Love Fulfills the Law

In fact, Kierkegaard, and others like him, have focused on Jesus’ declaration that love fulfils the law. In other words, when we love as we should and act according to that love, the law will be fulfilled ... The commandments will go unbroken. Loving as God loves shows are kinship and obedience to God. 

With all this in mind, let's read the First John passage again. 

Beloved, let us love one another, because love is from God; everyone who loves is born of God and knows God. Whoever does not love does not know God, for God is love. God’s love was revealed among us in this way: God sent his only Son into the world so that we might live through him. In this is love, not that we loved God but that he loved us and sent his Son to be the atoning sacrifice for our sins. Beloved, since God loved us so much, we also ought to love one another. No one has ever seen God; if we love one another, God lives in us, and his love is perfected in us. By this we know that we abide in him and he in us, because he has given us of his Spirit

And we have seen and do testify that the Father has sent his Son as the Savior of the world. God abides in those who confess that Jesus is the Son of God, and they abide in God. So we have known and believe the love that God has for us. God is love, and those who abide in love abide in God, and God abides in them. 

Love has been perfected among us in this: that we may have boldness on the day of judgment, because as he is, so are we in this world. There is no fear in love, but perfect love casts out fear; for fear has to do with punishment, and whoever fears has not reached perfection in love. We love because he first loved us. Those who say, “I love God,” and hate their brothers or sisters, are liars; for those who do not love a brother or sister whom they have seen, cannot love God whom they have not seen. The commandment we have from him is this: those who love God must love their brothers and sisters also.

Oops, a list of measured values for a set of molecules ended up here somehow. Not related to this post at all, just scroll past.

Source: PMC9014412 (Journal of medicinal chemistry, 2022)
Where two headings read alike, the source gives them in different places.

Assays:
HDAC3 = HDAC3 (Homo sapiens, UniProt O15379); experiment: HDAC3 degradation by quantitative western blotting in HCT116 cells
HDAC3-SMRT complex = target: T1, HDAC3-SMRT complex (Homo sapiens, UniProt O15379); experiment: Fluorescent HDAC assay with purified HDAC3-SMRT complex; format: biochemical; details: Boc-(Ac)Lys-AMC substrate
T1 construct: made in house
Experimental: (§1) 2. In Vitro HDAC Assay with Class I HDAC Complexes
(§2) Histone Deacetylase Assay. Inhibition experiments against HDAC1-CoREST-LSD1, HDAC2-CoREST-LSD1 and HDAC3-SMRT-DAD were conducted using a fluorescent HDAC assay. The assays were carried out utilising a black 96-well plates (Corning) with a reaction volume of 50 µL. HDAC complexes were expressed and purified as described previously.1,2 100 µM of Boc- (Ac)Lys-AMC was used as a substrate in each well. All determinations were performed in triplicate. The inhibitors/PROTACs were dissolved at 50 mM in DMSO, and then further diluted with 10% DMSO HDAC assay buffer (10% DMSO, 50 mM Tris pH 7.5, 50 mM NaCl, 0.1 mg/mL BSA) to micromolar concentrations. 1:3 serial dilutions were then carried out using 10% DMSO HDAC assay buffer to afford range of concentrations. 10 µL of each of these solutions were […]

God is Love

Look at that brilliant verse 16 which declares without reservation God is love and related to that is those who abide in love abide in God and God abides in them

See how easy it is. The commandment is simply love. Saint Augustine put it another way by saying love and do what you want. That sounds rather free-spirited and “new agey” but the fact is that, if we truly love and love as we ought, then there is no danger in us doing what we want because what we want will always serve love. 

The many commandments of the law have been condensed into the commandment to love. As Jesus said love the Lord your God with all your heart your mind and your strength and love your neighbor as yourself. Those aren't two commandments. They are the A and B sections of one commandment. The commandment is love and the two clauses simply tell us who to love. 

Nothing to Fear

John concludes that passage by saying that, if we love as we ought, then there is nothing to fear on the day of judgment. Because “there is no fear in love but” and this is one of my favorite passages of the whole Bible “perfect love casts out fear.” 

On that day, we will have no fear of punishment, if we have reached perfection in love. And we will have reached it. Christ assures us of that.

Now here's the fun part for me. Next week we get to pick up with the very next verse of the very next chapter. We'll call it Part 2. 


This article was orginally reported by
Travis Rogers, Jr.

Travis is a contributor in religion and entertainment.